The Rittenhouse Review

A Philadelphia Journal of Politics, Finance, Ethics, and Culture

Saturday, November 30, 2002  

Something to do With the Showers Again, No Doubt

From a piece by Kevin Drum at his weblog CalPundit, picked up from Charles Kuffner of Off the Kuff, I learn that Rice University football coach Ken Hatfield recently has been feeling a little insecure in his masculinity, or quite full of the Holy Spirit, or both.

Hatfield, a purported and self-professed “devout Christian,” said recently that he would consider removing from the team any player who publicly (which I think it’s fair to interpret to mean, “vocally” or “verbally”) revealed a gay sexual orientation.

In a subsequent op-ed piece in the November 28 issue of the Houston Chronicle, there rises to Hatfield’s defense -- this despite an earlier private and public reprimand of the coach by Rice University President Malcolm Gillis -- junior-college history teacher Tom Lovell, of Tomball College.

The Chronicle, seemingly ignorant of Rice University’s policy on the matter and not realizing this really is a “case closed,” published Lovell’s pointless little jottings. In them, Lovell characterized the criticism to which Hatfield has been subjected for what he called the coach’s “squeamishness over coaching out-of-the-closet gays,” as the height (or depth) of “political correctness.”

Then, taking a giant leap into the realm of fantasy, Lovell said the controversy proved that everyone at Rice -- a school that with its emphasis on science and engineering heretofore had not been known as a hotbed of incipient revolution -- must adhere to “the leftist party line,” lest they be “targeted for abusive public pillory.”

Well, what was it that Coach Hatfield said that stirred up such a ruckus? In an article in the November 1 issue of the Chronicle of Higher Education, “The Loneliest Athletes” [Note: Referred to in the link provided above.], Hatfield, a member of the Fellowship of Christian Athletes, indicated that homosexuality is contrary to the FCA’s “sexual purity” policy, which, according to the CHE, states:

God desires His children to lead pure lives of holiness. The Bible is clear in teaching of sexual sin, including sex outside of marriage and homosexual acts. Neither heterosexual acts outside of marriage nor any homosexual act constitute an alternative lifestyle acceptable to God.

According to the CHE reporter, Jennifer Jacobson, Hatfield said that while not a single player has come out to him in his 36 years of collegiate coaching -- Big surprise! -- he “would be concerned both about the effect on the team and about what the parents of other athletes would think, he says. He would ask the player, ‘What happened? What changed since we recruited you? When did this come about?’”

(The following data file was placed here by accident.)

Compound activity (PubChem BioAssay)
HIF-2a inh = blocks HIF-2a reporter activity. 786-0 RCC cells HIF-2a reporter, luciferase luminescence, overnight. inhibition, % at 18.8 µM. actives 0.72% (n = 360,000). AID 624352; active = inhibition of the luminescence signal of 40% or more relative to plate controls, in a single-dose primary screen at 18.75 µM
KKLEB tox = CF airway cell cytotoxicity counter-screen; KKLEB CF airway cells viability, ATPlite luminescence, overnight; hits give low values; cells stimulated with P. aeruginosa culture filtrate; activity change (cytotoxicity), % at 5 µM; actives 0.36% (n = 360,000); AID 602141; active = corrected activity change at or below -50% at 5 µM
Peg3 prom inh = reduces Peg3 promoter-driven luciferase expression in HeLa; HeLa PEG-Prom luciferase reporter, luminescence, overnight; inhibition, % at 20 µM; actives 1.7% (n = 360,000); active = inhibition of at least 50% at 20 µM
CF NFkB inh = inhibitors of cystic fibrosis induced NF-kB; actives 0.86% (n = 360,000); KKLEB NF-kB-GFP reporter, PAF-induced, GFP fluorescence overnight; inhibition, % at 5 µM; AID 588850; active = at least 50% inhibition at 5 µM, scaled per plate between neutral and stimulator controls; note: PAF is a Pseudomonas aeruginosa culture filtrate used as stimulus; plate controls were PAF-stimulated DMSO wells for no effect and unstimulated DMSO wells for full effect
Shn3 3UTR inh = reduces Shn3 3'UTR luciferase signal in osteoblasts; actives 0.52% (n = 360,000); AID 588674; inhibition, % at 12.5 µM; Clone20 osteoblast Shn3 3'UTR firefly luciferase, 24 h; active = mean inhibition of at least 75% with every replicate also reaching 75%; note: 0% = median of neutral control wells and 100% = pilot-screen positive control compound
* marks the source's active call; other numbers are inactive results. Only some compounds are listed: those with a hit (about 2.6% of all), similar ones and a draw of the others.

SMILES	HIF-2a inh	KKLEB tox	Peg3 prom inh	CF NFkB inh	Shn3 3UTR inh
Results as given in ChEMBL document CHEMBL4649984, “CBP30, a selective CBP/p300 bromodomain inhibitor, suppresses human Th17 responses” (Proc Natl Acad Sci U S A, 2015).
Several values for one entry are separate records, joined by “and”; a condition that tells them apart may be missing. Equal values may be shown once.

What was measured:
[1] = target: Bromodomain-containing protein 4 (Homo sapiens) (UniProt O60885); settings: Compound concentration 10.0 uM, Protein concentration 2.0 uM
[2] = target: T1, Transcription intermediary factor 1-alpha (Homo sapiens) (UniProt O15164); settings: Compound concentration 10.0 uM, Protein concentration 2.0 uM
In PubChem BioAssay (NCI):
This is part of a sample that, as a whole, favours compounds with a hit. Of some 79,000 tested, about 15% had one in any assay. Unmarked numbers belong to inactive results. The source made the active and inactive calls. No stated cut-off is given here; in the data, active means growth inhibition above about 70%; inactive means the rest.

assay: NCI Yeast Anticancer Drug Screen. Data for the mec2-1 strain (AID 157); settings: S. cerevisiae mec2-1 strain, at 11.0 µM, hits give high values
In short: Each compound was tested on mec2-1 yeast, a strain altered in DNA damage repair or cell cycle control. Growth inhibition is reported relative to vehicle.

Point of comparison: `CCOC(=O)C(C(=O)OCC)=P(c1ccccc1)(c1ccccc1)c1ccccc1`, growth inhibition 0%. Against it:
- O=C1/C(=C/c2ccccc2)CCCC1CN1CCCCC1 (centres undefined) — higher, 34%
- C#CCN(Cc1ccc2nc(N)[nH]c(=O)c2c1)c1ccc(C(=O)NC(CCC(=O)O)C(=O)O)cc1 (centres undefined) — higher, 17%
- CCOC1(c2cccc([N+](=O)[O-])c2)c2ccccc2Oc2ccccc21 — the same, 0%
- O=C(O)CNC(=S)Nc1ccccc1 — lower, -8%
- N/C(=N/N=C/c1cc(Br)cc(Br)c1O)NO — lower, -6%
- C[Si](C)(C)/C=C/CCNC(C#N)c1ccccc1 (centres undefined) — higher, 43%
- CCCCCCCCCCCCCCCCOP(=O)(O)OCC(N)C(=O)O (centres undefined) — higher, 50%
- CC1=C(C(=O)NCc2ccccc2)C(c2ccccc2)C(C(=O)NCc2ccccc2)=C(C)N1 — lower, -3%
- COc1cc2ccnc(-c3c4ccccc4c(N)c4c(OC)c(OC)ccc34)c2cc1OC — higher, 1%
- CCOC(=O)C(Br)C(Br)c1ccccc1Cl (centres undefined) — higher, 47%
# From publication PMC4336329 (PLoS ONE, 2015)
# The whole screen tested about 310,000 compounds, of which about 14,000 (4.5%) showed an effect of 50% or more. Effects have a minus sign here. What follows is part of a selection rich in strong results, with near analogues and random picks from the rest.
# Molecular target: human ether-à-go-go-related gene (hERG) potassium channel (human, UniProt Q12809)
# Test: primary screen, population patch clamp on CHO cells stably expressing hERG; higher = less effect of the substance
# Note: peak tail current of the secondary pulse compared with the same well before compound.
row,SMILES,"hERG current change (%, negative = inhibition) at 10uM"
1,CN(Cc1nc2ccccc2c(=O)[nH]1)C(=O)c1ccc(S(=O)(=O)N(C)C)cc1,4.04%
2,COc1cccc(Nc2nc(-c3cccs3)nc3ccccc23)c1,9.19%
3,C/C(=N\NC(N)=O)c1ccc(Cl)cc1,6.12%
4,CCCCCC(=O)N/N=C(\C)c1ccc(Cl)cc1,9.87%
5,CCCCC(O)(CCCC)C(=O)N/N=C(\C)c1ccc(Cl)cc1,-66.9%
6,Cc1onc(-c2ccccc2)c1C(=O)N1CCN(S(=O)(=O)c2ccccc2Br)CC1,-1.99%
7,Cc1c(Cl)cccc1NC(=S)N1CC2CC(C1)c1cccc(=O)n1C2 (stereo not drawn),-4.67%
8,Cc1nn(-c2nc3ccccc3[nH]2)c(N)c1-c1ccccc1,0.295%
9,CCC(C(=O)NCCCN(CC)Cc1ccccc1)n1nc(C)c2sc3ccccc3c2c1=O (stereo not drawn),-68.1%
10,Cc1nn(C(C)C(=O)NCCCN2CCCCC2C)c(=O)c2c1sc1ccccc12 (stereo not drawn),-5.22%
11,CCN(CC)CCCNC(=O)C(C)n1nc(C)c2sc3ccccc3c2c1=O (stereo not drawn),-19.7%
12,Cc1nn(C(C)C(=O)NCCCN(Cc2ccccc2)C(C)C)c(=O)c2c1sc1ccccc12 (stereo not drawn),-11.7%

Implying, as this statement does, that the pious Christian Coach Hatfield has better gaydar than I do, it is a challenge to respond to such laughable ignorance. Many have tried, with noble effort and greater intellectual resources than I can command, to respond to such lunacy, but few have succeeded, at least when it comes to convincing those persons who make such statements.

I’ll save this challenge for another day, but suffice it to say that I do not know even one gay man who, just like his heterosexual friends, was not aware, on at least some level, of his sexual orientation before the age of 14. Not one. Some adjust to and accept this realization quickly; for others, depending on a variety of psychological and social factors, it takes more time. Often quite a bit more time is required, even today.

And if it so happens that this acceptance occurs to a member of the Rice football team between the ages of 18 and 22, or 24, or 26, or whatever ages Hatfield’s players are (and coincidentally, the ages at which most men I know finally accepted their sexual orientation), well, that’s just too bad for him. Rice’s anti-discrimination policy, as Hatfield learned, but Lowry apparently did not, applies to everyone at the university, including the school’s revered and reverential football coach.

One might also ask how concerned Coach Hatfield is that the heterosexual players on his team might be engaging sexual activity outside of marriage. There’s nothing in the FCA statement on “sexual purity” that would lead a reasonable person to conclude that fornication of this sort is not at least as abhorrent to the organization.

Until Coach Hatfield and Professor Lovell start chastising the Rice football team’s heterosexual players for sleeping with their girlfriends and groupies, and that (the chastisement, I mean) with a fervor even approaching that which these two have reserved for the team’s gay players -- out or not -- neither man has any moral ground upon which to stand and neither deserves even the slightest bit of our attention on matters moral or political, let alone the ink needed to splatter a handful of incoherent mutterings on Chronicle newsprint.

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